Ever heard of a Looper? We hadn’t either until we had the chance to check out Carole and DeVere Dennings’ blog about their journey through America’s waterways on their boat, “Job Site.”
We caught up with our hometown travelers midway through their trip, and Carole answered some of our questions about their journey.
GCR: Is this the first time you’ve made this trip?
CD: Well, the first time we have made the first half of it anyway. We bought our boat 16 years ago and took delivery of it in Florida. So we motored it up the east coast to Michigan in 2000. We had never been down the river system to Florida.
GCR: For those of us who didn’t know the term, what’s a Looper?
CD: A Looper is a member of Americas Great Loop Cruisers Association. (AGLCA) Members of this great, or Loopers, follow a path that takes them; in our case, from Michigan down the river system, including the Illinois, Mississippi, Ohio, Cumberland, Tennessee, Tombigbee and into the Gulf of Mexico via Mobile, Alabama.
Most Loopers then follow a path down the west coast of Florida, across the State at Lake Okeechobee, and then up the east coast, along the Erie Canal, through the Georgian Bay in Ontario and back to Michigan. Boaters can pick up this path from anywhere and they complete their loop when they “cross their wake.” They then become “Gold Loopers.”
About 100 boaters complete this feat yearly. The entire trip is between 4,000-6,000 miles depending on the route taken. We have already gone 4,500 miles and estimate our entire trip to be around 8,000 miles. We began our trip on Aug. 31, 2015 on the day we retired. We came home for a short time in October and for Christmas. Actually when we reach Daytona Beach, we will have crossed our wake. It just took us 16 years to accomplish it!
GCR: What’s been the most challenging part of the trip?
CD: I think that the 250 miles of the great Mississippi River was pretty challenging. It is a very fast moving river and really full of logs and debris. We had to be very alert at all times.
We also had to time our daily trips all along the river system as there are not a lot of marinas or fuel stops and we came down the river when it was getting dark early. We did have to anchor out quite often. We had to find protected areas as huge tugs that push as many 30 barges at once pass by all night, causing huge wakes. We also had to time our trips for the dozens of locks that we had to pass through. Tugs take priority so sometimes we had to sit and wait for hours for a lock, passing up our opportunity for a dock downstream due to darkness setting in. There always had to be a Plan B.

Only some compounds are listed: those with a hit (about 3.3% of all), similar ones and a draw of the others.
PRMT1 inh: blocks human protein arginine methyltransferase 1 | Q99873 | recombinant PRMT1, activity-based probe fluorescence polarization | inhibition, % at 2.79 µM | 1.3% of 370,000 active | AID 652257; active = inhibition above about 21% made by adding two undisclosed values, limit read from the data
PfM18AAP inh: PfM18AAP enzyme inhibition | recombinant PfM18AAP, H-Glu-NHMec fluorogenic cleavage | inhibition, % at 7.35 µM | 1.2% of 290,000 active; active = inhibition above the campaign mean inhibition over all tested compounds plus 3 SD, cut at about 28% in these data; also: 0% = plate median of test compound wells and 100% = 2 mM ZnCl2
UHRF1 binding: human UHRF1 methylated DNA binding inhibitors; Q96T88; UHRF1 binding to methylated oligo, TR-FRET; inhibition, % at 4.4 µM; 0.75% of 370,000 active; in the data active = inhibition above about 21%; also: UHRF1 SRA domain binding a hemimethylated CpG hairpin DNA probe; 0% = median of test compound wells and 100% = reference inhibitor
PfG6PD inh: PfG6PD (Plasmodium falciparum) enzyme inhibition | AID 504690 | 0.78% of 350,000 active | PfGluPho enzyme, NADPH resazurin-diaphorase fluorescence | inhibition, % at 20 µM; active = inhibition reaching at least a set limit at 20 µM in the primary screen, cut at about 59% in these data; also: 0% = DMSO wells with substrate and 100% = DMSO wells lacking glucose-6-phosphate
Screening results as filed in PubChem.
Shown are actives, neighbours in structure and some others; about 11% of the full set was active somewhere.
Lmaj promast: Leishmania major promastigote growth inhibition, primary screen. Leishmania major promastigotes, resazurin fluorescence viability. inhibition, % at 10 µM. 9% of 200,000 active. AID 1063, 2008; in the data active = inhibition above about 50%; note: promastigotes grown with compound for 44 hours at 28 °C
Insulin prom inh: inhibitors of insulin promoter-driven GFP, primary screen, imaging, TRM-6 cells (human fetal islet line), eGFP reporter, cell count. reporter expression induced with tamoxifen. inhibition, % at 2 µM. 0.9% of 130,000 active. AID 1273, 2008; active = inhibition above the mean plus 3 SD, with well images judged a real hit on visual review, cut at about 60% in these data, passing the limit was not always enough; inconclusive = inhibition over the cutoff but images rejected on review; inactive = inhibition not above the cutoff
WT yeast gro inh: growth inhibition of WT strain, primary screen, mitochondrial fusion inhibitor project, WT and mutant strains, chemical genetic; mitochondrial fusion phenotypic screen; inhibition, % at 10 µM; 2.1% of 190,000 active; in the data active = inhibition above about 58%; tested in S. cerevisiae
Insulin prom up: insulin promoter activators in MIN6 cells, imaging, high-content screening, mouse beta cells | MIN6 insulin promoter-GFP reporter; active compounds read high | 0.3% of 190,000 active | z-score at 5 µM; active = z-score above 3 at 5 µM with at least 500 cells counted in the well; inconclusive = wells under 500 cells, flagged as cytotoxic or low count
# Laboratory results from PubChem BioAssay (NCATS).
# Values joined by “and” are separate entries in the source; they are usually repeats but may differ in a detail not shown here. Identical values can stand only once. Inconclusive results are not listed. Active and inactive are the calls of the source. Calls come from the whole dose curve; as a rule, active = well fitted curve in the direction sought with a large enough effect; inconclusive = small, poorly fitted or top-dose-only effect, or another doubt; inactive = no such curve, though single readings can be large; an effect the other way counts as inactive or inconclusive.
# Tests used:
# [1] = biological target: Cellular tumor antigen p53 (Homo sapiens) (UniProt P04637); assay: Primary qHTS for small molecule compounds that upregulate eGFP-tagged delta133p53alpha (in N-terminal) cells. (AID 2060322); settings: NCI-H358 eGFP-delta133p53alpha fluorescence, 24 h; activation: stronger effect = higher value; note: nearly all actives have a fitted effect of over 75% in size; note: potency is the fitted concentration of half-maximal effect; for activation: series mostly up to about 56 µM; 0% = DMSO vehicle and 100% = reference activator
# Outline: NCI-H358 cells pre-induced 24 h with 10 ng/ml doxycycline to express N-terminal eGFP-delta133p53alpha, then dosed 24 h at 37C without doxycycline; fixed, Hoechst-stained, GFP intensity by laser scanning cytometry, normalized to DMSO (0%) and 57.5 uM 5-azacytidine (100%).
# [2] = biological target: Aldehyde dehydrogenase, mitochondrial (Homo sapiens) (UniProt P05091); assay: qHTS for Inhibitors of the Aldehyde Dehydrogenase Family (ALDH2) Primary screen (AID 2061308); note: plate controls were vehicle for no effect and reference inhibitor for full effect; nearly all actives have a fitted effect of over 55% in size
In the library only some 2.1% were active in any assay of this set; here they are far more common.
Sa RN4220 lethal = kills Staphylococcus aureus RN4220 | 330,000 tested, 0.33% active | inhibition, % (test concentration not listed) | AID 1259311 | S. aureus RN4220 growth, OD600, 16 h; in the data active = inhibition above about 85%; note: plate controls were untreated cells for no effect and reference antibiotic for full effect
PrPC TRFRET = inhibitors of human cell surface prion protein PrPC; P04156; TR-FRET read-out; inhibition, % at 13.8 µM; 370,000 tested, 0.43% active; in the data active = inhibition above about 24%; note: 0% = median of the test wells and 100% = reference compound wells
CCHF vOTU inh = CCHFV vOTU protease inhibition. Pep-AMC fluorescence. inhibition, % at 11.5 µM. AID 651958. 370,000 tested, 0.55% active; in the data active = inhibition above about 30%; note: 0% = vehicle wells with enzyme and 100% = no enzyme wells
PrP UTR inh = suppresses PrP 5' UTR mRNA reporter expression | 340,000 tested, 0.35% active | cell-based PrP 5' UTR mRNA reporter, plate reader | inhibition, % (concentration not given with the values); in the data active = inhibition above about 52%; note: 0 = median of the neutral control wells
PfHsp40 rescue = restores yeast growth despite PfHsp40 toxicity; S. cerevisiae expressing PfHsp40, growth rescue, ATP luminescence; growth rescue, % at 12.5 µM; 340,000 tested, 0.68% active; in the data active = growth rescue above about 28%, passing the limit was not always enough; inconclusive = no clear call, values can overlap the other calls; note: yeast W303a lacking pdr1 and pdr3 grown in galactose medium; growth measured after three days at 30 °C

GCR: What’s been the best part?
CD: The best part of the trip has definitely been meeting the other Loopers. Along the rivers, we were all jammed into the same locks and marinas along the way. Some of the people that we met last fall are still traveling with us here in the Bahamas. Others left us just last week, but will see us in the summer when they pass through Michigan or join us in the south next winter. We have decided to extend our loop into two years. We have made friends that we will treasure for years to come.
GCR: Are you traveling with a group of people, or have you just met them along the way?
CD: We began our loop not knowing anyone. Loopers all fly an AGLCA burgee so when we see another boat flying one, we greet them and we are instant friends. We met several at each port and saw the same Loopers for months after that. Sometimes we alter our plans to travel together; sometimes we just meet up by accident.
GCR: Where are you now, and where are you headed from there?
CD: We are in the Bahamas right now. We will be here for a couple of months just exploring the Exumas and Abacos. We have been here many times on other friends’ boats, so we have favorite places to visit.
We will leave here in mid-May and head up the East coast to Hilton Head. We plan to leave our boat inland a ways beyond a lock to protect it from tidal swings. We will return by car to Michigan for the summer. DeVere wants to hunt this fall, so we will return to the boat after hunting season and take it back to Florida and the Bahamas once again. The wind and water in the Bahamas is calmer in March, April, and May, so we will repeat this winter’s schedule.
GCR: What made you decide to do a Blog about the trip?
CD: I originally decided to do this blog to record our trip in pictures and thoughts for our reference, but also so it could be shared with DeVere’s folks. They do not have a computer, so our daughter, Angela, has created a large book for them and adds pages each week with the photos and print for them.
Once I started blogging, I posted my blog site to my Facebook friends. Since then I have had over 1600 people viewing the blog with 5,300 views so far. It has been far more popular than I ever dreamed.
When we were moving daily, I blogged daily. When we arrived in Florida and stayed in one location for a while, I only blogged occasionally and only when I had some photos that were interesting. Now that we are in the Bahamas, I have great photos, but not very good WiFi, so I’m not sure how much I will be able to blog.
We’ve enjoyed sharing the trip vicariously through The Dennings’ blog, and you may too! To check out pictures and stories from the trip, head to http://denningsjobsite.com/.